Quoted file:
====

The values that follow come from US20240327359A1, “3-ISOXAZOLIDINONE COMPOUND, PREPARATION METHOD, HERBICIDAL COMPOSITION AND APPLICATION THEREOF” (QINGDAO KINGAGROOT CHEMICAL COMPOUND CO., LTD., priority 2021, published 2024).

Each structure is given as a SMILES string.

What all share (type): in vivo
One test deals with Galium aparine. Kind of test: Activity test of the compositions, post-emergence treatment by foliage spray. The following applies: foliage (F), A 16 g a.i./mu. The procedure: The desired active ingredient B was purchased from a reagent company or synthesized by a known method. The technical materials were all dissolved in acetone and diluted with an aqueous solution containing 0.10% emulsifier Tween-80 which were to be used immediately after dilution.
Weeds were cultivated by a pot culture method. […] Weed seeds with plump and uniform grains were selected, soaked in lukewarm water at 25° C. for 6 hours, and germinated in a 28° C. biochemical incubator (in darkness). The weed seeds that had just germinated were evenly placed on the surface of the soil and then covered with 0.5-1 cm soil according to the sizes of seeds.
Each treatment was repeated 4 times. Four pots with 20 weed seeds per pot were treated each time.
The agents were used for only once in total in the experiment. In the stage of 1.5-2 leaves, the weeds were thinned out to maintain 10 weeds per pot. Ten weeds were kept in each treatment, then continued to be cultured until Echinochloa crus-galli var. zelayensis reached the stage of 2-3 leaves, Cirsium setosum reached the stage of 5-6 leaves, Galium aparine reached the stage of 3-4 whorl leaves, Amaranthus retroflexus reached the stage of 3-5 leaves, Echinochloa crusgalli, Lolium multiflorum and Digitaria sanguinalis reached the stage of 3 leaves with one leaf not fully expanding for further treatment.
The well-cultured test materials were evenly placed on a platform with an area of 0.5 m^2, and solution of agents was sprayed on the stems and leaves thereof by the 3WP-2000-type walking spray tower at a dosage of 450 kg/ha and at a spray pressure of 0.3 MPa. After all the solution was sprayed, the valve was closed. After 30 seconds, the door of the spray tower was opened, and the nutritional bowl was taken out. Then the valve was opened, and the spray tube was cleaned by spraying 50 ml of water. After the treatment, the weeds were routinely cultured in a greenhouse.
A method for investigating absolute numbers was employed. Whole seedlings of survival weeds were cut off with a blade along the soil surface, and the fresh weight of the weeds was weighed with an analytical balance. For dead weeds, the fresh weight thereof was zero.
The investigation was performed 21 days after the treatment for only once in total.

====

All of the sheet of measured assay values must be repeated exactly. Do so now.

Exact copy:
The values that follow come from US20240327359A1, “3-ISOXAZOLIDINONE COMPOUND, PREPARATION METHOD, HERBICIDAL COMPOSITION AND APPLICATION THEREOF” (QINGDAO KINGAGROOT CHEMICAL COMPOUND CO., LTD., priority 2021, published 2024).

Each structure is given as a SMILES string.

What all share (type): in vivo
One test deals with Galium aparine. Kind of test: Activity test of the compositions, post-emergence treatment by foliage spray. The following applies: foliage (F), A 16 g a.i./mu. The procedure: The desired active ingredient B was purchased from a reagent company or synthesized by a known method. The technical materials were all dissolved in acetone and diluted with an aqueous solution containing 0.10% emulsifier Tween-80 which were to be used immediately after dilution.
Weeds were cultivated by a pot culture method. […] Weed seeds with plump and uniform grains were selected, soaked in lukewarm water at 25° C. for 6 hours, and germinated in a 28° C. biochemical incubator (in darkness). The weed seeds that had just germinated were evenly placed on the surface of the soil and then covered with 0.5-1 cm soil according to the sizes of seeds.
Each treatment was repeated 4 times. Four pots with 20 weed seeds per pot were treated each time.
The agents were used for only once in total in the experiment. In the stage of 1.5-2 leaves, the weeds were thinned out to maintain 10 weeds per pot. Ten weeds were kept in each treatment, then continued to be cultured until Echinochloa crus-galli var. zelayensis reached the stage of 2-3 leaves, Cirsium setosum reached the stage of 5-6 leaves, Galium aparine reached the stage of 3-4 whorl leaves, Amaranthus retroflexus reached the stage of 3-5 leaves, Echinochloa crusgalli, Lolium multiflorum and Digitaria sanguinalis reached the stage of 3 leaves with one leaf not fully expanding for further treatment.
The well-cultured test materials were evenly placed on a platform with an area of 0.5 m^2, and solution of agents was sprayed on the stems and leaves thereof by the 3WP-2000-type walking spray tower at a dosage of 450 kg/ha and at a spray pressure of 0.3 MPa. After all the solution was sprayed, the valve was closed. After 30 seconds, the door of the spray tower was opened, and the nutritional bowl was taken out. Then the valve was opened, and the spray tube was cleaned by spraying 50 ml of water. After the treatment, the weeds were routinely cultured in a greenhouse.
A method for investigating absolute numbers was employed. Whole seedlings of survival weeds were cut off with a blade along the soil surface, and the fresh weight of the weeds was weighed with an analytical balance. For dead weeds, the fresh weight thereof was zero.
The investigation was performed 21 days after the treatment for only once in total.